As shown in Figure 1, I simply inserted a Sequence Call and named it ‘SequenceCallProgressBar’. Now if I right-click on the Sequence Call and select Open Sequence we can look at the sequence code as shown below in Figure 2.
Using the Seconds() function, ‘SequenceCallProgressBar’ consists of a While Loop that repeatedly grabs a current timestamp and loops until 60 seconds has expired. Now suppose this loop was much more elaborate and could essentially take hours to execute. Wouldn’t it be nice to be able to take a quick look at the sequence during execution and know just how much execution time remains? Sure you could just put a watch on the variable, but what if this script is to be executed on the manufacturing floor and the end user isn’t familiar with getting around in TestStand? This is where controlling the progress bar may be of interest.
So let’s take a look at how to edit ‘SequenceCallProgressBar’ such that we can display current status on the progress bar. First, I’ll add an Action step with adapter type ActiveX/COM. For Automation Server I’ll select the TestStand API and for Object Reference I’m going to type ‘RunState.Execution’. Now the purpose of this step is to retrieve an object reference to the Sequence Call thread such that when it is executing you can update the progress bar. Therefore, for the Object Class I’ll select Execution and then I’ll use the Get Property ‘ForegroundThread’. Now I’ll declare a variable (Locals.refThread) to store the object reference of the Sequence Call thread. Figure 3 below shows now what this step should look like.
Now that we have the object reference of the Sequence Call thread, we can start controlling the progress bar. The TestStand API contains two event codes that allow you to edit the progress bar. One allows you to control the percent complete and the other allows you to add text to the progress bar. Let’s start with editing the percent complete status.
First I’ll add another Action step with adapter type ActiveX/COM. For Automation Server once again I’ll select the TestStand API but this time for Object Reference I’m going to use the variable (Locals.refThread) in which I stored my thread reference. Next, for Object Class I’m going to select Thread and now I’ll use the built in Call Method, ‘PostUIMessageEx’. TestStand also comes with a Call Method called ‘PostUIMessage’ that could do the same trick, but according to the Help File, this function has been obsoleted and ‘PostUIMessageEx’ is the preferred Call Method to use.
The ‘PostUIMessageEx’ Call Method contains 5 parameters. Depending on what you select for the first parameter determines how the other four will be used. For example, with the eventCode parameter, I’m going to drop the enumeration down and select the ‘UIMsg_ProgressPercent’ message code. Now the other four parameters involved include a numeric data parameter, a string data parameter, an ActiveX data object reference, and a boolean variable. For the progess percent message code, the progress indicator is updated via the numeric parameter. Therefore, in the string parameter I’ll simply send an empty string. Also, I don’t need to pass an ActiveX reference with the message so for the ActiveX object reference I’ll type the key word ‘Nothing’ which is TestStand’s equivalent to a null object. Finally, for the synchronous boolean I’ll want to set it ‘True’. Setting this to ‘True’ will require the Call Method to wait for the user interface to process the message before continuing on. This is very important that you set this ‘True’ as I’ll show you in a later post how setting this ‘False’ can hose up your script.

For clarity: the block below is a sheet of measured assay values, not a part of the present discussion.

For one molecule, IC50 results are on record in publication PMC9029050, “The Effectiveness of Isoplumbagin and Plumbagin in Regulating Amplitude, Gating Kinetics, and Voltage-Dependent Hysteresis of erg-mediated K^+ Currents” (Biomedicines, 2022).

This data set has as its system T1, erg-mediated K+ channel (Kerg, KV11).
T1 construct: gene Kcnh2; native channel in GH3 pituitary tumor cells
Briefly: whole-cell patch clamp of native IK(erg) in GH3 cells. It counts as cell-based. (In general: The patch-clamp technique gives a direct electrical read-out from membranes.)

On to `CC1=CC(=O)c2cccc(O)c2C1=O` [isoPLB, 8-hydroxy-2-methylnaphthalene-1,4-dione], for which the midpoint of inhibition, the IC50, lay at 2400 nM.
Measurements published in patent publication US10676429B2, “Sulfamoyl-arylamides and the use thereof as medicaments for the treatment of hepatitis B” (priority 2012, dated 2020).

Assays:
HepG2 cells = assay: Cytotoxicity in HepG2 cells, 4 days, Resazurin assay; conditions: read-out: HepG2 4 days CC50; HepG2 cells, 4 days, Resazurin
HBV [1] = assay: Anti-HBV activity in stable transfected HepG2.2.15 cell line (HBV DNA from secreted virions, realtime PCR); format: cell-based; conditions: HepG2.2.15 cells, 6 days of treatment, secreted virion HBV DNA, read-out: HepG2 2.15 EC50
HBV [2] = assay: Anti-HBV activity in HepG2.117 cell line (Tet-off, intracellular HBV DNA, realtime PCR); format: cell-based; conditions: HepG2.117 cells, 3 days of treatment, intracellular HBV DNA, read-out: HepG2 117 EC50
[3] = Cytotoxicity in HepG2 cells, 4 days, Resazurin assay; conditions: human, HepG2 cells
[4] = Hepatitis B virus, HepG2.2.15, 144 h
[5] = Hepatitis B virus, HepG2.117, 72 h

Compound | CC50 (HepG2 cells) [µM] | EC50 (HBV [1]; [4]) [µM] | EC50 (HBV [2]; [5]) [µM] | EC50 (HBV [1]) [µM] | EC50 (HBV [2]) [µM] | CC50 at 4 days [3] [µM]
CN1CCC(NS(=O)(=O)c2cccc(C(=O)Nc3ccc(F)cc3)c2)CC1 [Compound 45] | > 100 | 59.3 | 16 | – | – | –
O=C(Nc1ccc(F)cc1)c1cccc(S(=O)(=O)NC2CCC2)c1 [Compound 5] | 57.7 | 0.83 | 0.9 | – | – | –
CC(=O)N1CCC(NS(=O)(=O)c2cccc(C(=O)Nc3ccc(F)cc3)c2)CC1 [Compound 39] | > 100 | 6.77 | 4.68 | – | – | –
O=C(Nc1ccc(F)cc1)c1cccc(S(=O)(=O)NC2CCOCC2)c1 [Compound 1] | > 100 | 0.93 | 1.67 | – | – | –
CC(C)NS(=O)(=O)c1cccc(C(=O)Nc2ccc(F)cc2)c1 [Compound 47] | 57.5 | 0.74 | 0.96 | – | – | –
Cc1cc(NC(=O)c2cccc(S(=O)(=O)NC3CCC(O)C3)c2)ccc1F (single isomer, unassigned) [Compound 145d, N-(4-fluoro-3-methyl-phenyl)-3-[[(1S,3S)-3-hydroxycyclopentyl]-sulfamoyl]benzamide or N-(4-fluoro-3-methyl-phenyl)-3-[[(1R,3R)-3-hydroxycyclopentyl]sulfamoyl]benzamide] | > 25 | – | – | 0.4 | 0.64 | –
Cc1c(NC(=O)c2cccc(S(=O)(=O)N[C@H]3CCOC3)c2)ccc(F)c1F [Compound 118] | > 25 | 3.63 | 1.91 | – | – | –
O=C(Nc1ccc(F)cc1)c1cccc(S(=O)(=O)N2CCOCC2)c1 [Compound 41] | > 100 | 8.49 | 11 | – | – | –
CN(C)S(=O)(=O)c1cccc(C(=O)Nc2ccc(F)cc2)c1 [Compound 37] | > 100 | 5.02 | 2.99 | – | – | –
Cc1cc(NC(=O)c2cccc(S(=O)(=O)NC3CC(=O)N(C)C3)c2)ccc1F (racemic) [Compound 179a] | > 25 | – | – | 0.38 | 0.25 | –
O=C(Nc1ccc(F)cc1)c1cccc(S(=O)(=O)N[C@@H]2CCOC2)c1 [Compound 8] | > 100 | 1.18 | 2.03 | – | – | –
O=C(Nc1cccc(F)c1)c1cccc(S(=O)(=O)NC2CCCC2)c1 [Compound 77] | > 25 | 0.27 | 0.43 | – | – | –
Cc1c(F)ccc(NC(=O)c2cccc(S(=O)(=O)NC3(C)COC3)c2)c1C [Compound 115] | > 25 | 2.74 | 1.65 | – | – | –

Now I’m ready to manipulate the progess indicator to show percent complete. As you may recall, the while loop simply loops until 60 seconds has expired. Therefore, I’m going to want to show a percent complete based on the number of seconds that has expired out of the 60. So for the numeric parameter I pass in the following code ‘(Locals.nCurrentTime/60)*100’. Figure 4 below now shows what this step looks like.
Finally, I’m going to add a third Action step with adapter type ActiveX/COM and configure it similar to the step above, but instead of selecting the ‘UIMsg_ProgressPercent’ message code, I will now select the ‘UIMsg_ProgressText’ message code. This message code uses the string parameter to display text on the progress bar. Therefore, I’ll set the numeric parameter to 0 and once again set the ActiveX object reference and boolean the same as before. For the string parameter, I’m going to display the current number of seconds that has currently expired so therefore I pass in the code Str(Locals.nCurrentTime) + ” Seconds has Expired”. Figure 5 below shows what this step now looks like.
Now my Sequence Call is complete and I’m ready for execution. However, before I do, let’s take a look at how the finished Sequence Call code looks.
So now I’m going to execute the sequence and let’s see what we get.
Figure 7 shows that whenever I execute the sequence my progess indicator now shows a scrolling percent complete to the user and the progress bar text has been edited to show the current number of seconds that has expired.
It is always good practice however to clear the progress bar indicator and text upon Sequence Call completion so I would recommend adding two steps in Cleanup to set the numeric parameter to 0 for ‘UIMsg_ProgressPercent’ and the string parameter to empty strings for ‘UIMsg_ProgressText’.